Noontide Petals was not an easy fragrance to me. As many aldehydic florals. It took some time and effort to learn to love this classic family. It reminds me a bit of Chanel N22 with its aldehydes, resins and ylang-ylang. But when Chanel 22 is at the best in freezing weather, Noontide Petals seems to be its midsummer antipode. The sense of heat in combination with woods and frankincense also reminds me of L’Air du Desert Marocain and Lys du Desert.

A visual impression by Andy Tauer (from his blog):





A floral bouquet


Florals seems to be the most popular family within the world of perfumes. It embraces a huge group of fragrances with floral notes as a main theme. Whether it’s a smell of a single flower or a complex bouquet, an aroma of an existent flower, its abstract interpretation or a perfumer’s floral fantasy. The huge majority of them are marketed as feminine perfumes.

The H&R Genealogy of Perfumes places the entire floral family in the feminine section and makes the following subdivisions: Floral Green, Floral Fruity, Floral Fresh, Floral Floral, Floral Aldehydic and Floral Sweet. In the masculine section there was a separate group of Lavender perfumes as the only masculine floral. Later it was replaced under Fougères. The modern Symrise Genealogy recognizes much more subcategories under the floral family: Floral Citrus, Floral Aqueous, Floral Green, Floral Fruity, Floral Aldehydic, Floral Spicy, Floral Floral, Floral White Flower, Floral Orange Flower, Floral Woody, Floral Edible, Floral Musky. Florals also got a permanent place within the masculine section with two subcategories: Floral Green and Floral Woody.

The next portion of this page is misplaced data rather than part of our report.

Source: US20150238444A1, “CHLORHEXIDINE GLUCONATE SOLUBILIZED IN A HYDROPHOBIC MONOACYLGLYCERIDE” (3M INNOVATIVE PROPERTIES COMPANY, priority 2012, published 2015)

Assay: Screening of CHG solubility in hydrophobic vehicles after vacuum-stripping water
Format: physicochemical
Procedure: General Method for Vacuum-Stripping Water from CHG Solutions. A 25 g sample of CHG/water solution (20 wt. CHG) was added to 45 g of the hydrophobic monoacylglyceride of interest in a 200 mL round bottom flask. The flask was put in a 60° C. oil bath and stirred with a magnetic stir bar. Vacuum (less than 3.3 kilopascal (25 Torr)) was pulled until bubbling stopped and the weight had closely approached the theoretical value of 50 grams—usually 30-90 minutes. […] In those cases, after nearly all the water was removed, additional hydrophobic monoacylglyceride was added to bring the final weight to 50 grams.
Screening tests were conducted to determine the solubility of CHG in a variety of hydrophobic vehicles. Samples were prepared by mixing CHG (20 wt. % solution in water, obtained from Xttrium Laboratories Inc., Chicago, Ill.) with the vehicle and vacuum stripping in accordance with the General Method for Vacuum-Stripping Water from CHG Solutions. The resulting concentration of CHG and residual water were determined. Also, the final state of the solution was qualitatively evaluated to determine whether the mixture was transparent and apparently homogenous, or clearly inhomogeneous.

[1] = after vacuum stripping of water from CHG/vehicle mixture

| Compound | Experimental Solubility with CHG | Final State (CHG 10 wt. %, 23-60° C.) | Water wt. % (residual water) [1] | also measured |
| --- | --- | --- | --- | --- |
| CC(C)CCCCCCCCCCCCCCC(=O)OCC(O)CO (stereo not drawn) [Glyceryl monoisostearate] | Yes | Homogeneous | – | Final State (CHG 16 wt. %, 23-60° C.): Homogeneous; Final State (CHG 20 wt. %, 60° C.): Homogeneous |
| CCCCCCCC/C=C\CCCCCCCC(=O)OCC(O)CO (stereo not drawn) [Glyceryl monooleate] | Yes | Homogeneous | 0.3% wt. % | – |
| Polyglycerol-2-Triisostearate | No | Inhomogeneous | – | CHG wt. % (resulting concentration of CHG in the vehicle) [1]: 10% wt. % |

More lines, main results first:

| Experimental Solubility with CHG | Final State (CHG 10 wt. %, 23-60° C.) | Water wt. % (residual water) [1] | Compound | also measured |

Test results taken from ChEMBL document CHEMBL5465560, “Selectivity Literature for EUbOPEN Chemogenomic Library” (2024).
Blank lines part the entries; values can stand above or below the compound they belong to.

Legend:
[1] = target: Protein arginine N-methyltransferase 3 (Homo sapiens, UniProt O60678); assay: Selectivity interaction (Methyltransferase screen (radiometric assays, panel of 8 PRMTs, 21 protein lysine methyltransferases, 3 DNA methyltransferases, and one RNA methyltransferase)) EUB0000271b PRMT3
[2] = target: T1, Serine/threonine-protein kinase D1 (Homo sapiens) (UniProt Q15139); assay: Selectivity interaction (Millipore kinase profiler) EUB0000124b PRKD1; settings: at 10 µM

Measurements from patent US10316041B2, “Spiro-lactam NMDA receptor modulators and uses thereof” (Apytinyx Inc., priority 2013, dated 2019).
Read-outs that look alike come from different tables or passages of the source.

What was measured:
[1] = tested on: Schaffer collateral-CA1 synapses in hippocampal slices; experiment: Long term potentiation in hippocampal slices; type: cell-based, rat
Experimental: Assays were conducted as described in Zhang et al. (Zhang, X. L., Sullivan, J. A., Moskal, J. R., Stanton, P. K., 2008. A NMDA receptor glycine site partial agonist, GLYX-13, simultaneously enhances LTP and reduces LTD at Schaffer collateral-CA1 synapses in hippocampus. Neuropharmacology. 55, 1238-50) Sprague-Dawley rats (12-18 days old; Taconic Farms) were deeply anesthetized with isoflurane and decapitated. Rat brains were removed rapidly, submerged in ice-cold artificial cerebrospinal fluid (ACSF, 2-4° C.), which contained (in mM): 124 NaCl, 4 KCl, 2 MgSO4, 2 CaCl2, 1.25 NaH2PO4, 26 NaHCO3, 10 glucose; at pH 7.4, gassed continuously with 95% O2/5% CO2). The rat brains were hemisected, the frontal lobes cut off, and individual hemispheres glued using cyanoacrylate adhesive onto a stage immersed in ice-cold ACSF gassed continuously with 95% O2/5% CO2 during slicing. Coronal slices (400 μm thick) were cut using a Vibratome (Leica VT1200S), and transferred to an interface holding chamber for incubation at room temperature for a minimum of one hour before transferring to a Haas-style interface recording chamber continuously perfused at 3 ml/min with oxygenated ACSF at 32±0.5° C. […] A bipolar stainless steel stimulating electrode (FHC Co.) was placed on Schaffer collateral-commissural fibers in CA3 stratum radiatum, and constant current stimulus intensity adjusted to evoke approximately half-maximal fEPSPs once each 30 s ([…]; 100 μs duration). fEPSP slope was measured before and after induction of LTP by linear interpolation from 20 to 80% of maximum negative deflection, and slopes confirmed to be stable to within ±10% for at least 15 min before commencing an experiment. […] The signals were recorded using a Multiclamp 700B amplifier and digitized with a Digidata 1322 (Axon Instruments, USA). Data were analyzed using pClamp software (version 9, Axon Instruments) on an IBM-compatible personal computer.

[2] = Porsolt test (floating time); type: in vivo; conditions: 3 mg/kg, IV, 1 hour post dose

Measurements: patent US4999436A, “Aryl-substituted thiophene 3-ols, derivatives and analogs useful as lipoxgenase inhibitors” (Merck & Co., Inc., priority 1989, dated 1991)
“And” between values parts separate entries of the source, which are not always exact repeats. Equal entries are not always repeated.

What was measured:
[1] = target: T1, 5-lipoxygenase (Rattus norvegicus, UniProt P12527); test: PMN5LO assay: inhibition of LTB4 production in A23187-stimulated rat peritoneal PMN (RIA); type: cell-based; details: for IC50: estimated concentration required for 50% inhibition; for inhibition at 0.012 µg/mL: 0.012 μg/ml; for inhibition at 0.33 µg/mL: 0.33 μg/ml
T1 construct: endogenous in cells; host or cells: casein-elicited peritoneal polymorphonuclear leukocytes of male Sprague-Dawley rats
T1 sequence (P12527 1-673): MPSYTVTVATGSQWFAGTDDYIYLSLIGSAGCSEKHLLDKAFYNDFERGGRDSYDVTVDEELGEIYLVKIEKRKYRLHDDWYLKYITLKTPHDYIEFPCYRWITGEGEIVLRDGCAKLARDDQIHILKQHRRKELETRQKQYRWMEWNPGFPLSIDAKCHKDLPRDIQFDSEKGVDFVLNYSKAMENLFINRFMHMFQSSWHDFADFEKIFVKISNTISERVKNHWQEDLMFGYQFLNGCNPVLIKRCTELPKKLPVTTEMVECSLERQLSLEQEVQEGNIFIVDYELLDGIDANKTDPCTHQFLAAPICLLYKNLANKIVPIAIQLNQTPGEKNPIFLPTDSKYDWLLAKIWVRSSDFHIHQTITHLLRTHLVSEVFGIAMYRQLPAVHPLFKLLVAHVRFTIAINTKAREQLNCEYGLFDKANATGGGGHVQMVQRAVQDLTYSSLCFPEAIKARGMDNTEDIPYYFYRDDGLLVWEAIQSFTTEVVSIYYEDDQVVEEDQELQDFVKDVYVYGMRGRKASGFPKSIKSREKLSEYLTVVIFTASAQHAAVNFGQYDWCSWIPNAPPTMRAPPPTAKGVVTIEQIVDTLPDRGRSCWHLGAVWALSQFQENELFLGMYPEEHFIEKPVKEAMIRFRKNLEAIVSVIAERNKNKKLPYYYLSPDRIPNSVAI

The SFP classification (official perfumes classification by the Society of French Perfumers) divided florals into seven groups: florals soliflore (B1), florals lavender soliflore (B2), floral bouquet (B3), green florals (B4), aldehydic florals (B5), woody florals (B6) and woody fruity florals (B7). The newest version of this classification has a slightly different subdivision:

B1 – Soliflore with the smell of a single flower as the main theme. This subgroup refers to the beginning of the modern perfumery when the perfumers started to reconstruct the smell of flowers so they become more stylized and abstract.

Examples: Diorissimo by Dior (lily of the valley), A la Nuit by Serge Lutens (jasmine), Fracas by Piguet (tuberose)

B2 – Musky Florals with the central floral accord accompanied with the musky note presented from the beginning. May be accentuated with fruity, woody or aldehydic notes.